The Nevada Senate has narrowly passed a bill that would begin the process of repealing their ban on same-sex marriage. Only one Republican, Senator Ben Kieckhefer, joined the Democrats in voting for the measure. The bill, Senate Joint Resolution 13, passed 12 to 9.
The move came after an hour of personal floor speeches that included one from Senator Kelvin Atkinson. He not only came out in support for repealing the ban, but just flat out came out. He is now the third openly gay member of the Nevada Senate.
Atkinson stated “I’m 44 years old. I have a daughter. I’m black. I’m gay. I have dealt with a lot of what folks are talking about. And I know some of you are first time hearing me say that. That I am a black gay male.”
He joins Senators David Parks and Patrica Spearman as the only LGBT members in the Nevada Senate.
Atkinson even went so far as to rebut the argument that same-sex marriage threatens straight marriage by saying “If this hurts your marriage, then your marriage was in trouble in the first place.”
Religion was a problem, of course.
Openly Catholic Senator Ruben Kihuen, who voted in favor of SJR13, stated “I don’t know if I’ll be allowed in church on Sunday.” Kihuen, who is not married, has often fought with his girlfriend over the issue.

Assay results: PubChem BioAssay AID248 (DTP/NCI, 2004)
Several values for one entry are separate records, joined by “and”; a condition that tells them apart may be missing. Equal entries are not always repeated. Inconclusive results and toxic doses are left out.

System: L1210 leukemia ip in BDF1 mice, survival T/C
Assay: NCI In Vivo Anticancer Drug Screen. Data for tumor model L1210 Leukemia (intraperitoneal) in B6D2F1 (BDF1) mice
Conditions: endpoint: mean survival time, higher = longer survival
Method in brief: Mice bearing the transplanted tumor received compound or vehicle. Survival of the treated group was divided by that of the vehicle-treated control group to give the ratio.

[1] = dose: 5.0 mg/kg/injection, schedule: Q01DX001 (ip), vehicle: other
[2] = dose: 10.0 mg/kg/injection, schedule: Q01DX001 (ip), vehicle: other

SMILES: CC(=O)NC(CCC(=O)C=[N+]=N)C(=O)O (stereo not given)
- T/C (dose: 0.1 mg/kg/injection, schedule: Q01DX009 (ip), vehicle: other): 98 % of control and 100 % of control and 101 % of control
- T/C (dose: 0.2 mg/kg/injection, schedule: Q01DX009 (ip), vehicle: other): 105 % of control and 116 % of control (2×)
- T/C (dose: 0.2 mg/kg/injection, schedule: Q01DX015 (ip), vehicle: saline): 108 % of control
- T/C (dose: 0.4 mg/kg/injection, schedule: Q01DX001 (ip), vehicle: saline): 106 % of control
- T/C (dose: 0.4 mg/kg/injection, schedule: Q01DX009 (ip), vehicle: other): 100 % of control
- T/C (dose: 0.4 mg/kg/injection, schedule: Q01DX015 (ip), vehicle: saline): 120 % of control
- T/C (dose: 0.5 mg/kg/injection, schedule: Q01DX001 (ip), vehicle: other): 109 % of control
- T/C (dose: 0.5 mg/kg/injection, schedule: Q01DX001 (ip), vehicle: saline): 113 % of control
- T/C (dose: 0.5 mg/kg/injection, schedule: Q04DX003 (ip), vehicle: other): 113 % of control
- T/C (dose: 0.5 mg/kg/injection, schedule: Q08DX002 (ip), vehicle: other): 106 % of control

For Senator Justin Jones, a Mormon, also faced his religion and his constituents over this and it came down to his family. He stated “I would rather lose an election than look my brother-in-law in the eye every Sunday and tell him he doesn’t have the same rights as I do.”
Of course, Senator Mark Hutchinson, also a Mormon, was not happy about being called intolerant. He stated “Until about a year ago this was the view of the president of the United States. I do not recall his supporters labeling him as intolerant, or insensitive or hypocritical or unenlightened. He had a different view than others.”
Apparently Hutchinson never visited some of the sites where Obama was called intolerant, insensitive, hypocritical and unenlightened. Maybe he should take a stroll around the LGR archive.
The ban on marriage equality was passed in Nevada in 2002 by the voters. This would put the measure before the voters in 2016. Senator Pat Spearman, a Democrat, stated “This is a vote to let the people vote for equality.”